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Even Minor Changes in Physical Activity Improve Bone Health

Last Updated: August 17, 2012.

For premenopausal women, physical activity correlates with decreased sclerostin, increased serum insulin-like growth factor-I, and increased bone formation markers, according to a study published online Aug. 3 in the Journal of Clinical Endocrinology & Metabolism.

FRIDAY, Aug. 17 (HealthDay News) -- For premenopausal women, physical activity correlates with decreased sclerostin, increased serum insulin-like growth factor-I (s-IGF-I), and increased bone formation markers, according to a study published online Aug. 3 in the Journal of Clinical Endocrinology & Metabolism.

Mohammed-Salleh M. Ardawi, Ph.D., from King Abdulaziz University in Jeddah, Saudi Arabia, and colleagues examined the relationships between serum sclerostin, s-IGF-I, bone turnover markers (BTM), and physical activity in a cross-sectional study involving 1,235 premenopausal women. Fifty-eight of these women were followed longitudinally during an eight-week course of physical activity training, and were compared with 62 controls to assess the impact of this training on serum levels of sclerostin, s-IGF-I, and BTM.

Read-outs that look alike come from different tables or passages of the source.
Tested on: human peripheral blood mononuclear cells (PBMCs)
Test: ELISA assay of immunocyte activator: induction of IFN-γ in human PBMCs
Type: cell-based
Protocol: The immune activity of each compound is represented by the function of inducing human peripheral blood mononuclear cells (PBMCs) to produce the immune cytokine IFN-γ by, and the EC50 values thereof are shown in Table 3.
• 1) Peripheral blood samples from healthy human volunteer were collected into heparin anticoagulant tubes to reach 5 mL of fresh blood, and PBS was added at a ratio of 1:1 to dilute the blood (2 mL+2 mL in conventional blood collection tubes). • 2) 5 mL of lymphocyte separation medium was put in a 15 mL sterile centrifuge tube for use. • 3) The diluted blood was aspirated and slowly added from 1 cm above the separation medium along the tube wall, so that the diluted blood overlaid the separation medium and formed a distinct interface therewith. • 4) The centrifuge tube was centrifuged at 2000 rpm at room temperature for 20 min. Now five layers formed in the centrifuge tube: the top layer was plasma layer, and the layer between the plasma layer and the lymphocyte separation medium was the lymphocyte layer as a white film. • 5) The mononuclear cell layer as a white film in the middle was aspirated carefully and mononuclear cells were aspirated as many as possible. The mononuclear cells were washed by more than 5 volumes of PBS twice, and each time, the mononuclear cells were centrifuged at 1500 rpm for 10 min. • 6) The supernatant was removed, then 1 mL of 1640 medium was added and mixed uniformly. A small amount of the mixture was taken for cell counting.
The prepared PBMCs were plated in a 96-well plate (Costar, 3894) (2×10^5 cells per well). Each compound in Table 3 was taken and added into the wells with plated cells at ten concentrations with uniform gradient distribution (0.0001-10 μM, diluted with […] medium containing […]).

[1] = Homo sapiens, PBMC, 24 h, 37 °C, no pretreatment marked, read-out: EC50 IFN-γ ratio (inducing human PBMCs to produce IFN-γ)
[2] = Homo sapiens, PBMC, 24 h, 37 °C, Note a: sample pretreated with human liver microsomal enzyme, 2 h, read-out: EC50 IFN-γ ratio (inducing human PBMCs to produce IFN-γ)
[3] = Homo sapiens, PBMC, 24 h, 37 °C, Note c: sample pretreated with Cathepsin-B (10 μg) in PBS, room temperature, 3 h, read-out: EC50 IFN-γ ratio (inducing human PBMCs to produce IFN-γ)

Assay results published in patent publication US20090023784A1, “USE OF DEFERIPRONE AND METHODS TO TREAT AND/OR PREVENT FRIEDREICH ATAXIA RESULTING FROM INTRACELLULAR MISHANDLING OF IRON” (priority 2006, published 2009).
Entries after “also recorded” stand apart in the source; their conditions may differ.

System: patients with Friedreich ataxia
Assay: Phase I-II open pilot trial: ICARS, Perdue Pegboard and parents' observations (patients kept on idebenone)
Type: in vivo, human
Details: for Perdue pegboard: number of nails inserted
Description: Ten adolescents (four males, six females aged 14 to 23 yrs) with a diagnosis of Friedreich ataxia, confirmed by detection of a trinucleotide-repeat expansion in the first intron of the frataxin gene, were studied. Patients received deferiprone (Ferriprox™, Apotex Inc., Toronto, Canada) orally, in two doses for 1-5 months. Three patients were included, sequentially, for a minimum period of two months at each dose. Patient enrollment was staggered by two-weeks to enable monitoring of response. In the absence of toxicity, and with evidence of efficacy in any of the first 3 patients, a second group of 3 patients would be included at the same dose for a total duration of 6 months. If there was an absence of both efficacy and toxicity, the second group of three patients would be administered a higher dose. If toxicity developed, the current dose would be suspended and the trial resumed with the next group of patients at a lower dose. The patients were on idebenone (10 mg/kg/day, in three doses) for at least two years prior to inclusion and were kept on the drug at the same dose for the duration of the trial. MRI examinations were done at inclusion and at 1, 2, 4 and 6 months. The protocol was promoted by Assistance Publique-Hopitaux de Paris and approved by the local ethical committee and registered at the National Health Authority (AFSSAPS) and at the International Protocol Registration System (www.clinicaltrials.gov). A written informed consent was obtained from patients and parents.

The researchers found that, compared with sedentary controls, women with more than 120 minutes of physical activity per week had significantly lower serum sclerostin (by 36.8 percent), higher s-IGF-I (by 107 percent), and higher bone formation markers. An eight-week physical activity training program correlated with a significant 33.9 percent decrease in serum sclerostin as well as increases in s-IGF-I (74.2 percent) and markers of bone formation.

"Both the cross-sectional study and the longitudinal study demonstrated that even minor changes in physical activity are associated with clear effects on the serum levels of sclerostin, IGF-I, and BTM," the authors write. "These observations emphasize the important role of physical activity in bone health."

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